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Inside Baseball: Recent playoff teams hit the doldrums

Jose Bautista's return to Toronto with the Mets on Tuesday and Wednesday went pretty much as you would have expected. The Blue Jays did a fine job with a pregame video tribute, and the fans showered Mr. Bat Flip with standing ovations both nights as he came to the plate.

It all had a throwback sort of feel to it, odd in a way because Bautista just left Toronto last September and because the Blue Jays and Mets are two teams who were at the top of the game as recently as 2016 and have plummeted quickly to the bottom.

The Yankees, Red Sox and Astros sure look like they're built for the long haul with many years of contention, but baseball has just finished a shooting-star kind of approach that gave several clubs a quick run and now has them wondering where the good times went. Here's the rundown:

Blue Jays: They were in the ALCS in 2015 and 2016 after missing on the postseason every year from 1995-2014. They're going nowhere this year, with Josh Donaldson spending most of the year on the disabled list, Marcus Stroman at 1-6 and J.A. Happ likely getting traded at the deadline (to the Yankees?). Attendance in Rogers Centre will be down more than 800,000 from last season, roughly 10,000 a game.

All that's left is for the franchise to wait for all their young stars at Double-A New Hampshire to graduate. An Eastern League-high six players from the Fisher Cats, including mega prospects Vladimir Guerrero Jr. and Bo Bichette, were voted to the league's all-star game.

Mets: The Amazins lost the World Series to Kansas City in 2015, lost the wild card game to the Giants in 2016 and have lost their way since. They went 70-92 last year and didn't bring Terry Collins back. They enter the weekend a complete disaster under first-year manager Mickey Callaway, who might not get a second year.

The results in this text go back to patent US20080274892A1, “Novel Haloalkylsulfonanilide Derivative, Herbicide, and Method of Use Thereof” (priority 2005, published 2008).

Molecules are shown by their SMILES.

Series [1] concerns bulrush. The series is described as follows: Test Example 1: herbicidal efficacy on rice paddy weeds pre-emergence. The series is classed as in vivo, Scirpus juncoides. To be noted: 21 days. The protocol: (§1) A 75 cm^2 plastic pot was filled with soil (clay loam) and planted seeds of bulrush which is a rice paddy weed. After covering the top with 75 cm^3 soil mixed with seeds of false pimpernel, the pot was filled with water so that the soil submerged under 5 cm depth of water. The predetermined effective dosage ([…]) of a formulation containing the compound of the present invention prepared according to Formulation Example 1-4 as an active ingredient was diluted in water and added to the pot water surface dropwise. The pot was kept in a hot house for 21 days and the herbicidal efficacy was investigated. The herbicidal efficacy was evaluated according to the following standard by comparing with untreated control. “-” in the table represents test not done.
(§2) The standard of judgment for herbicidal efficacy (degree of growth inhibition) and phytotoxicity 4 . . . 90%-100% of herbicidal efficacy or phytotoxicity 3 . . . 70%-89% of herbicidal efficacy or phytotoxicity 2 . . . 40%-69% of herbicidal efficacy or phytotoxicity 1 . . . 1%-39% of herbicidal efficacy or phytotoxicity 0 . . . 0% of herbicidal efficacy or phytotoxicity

The Mets opened the season 11-1 and were 25-21 in late May. They went into the weekend 34-49 and just trying to hold off the tanking Marlins in the NL East. You can do the math. Injuries to the likes of Yoenis Cespedes and a disastrous bullpen have KO'd this season.

Orioles: The O's had made the postseason the last three even-numbered years, but they've been for the birds this year. It sure looks like Buck Showalter forgetting to use Zach Britton in the 2016 wild-card game loss in Toronto is the line in the sand for this franchise. The Orioles fell out of the playoff hunt last year by finishing the season 4-19 and that spiral has continued. They hit the weekend on pace for 117 losses.

Showalter and GM Dan Duquette could be gone. Manny Machado and Adam Jones are going to go in free agency, if not by the trade deadline. Chris Davis (.152 average, 103 strikeouts in 70 games) is no longer a major-league player. Alex Cobb was supposed to bolster the rotation and is 2-10, 6.53. Britton ruptured his Achilles in the offseason and that set a tone that hasn't changed.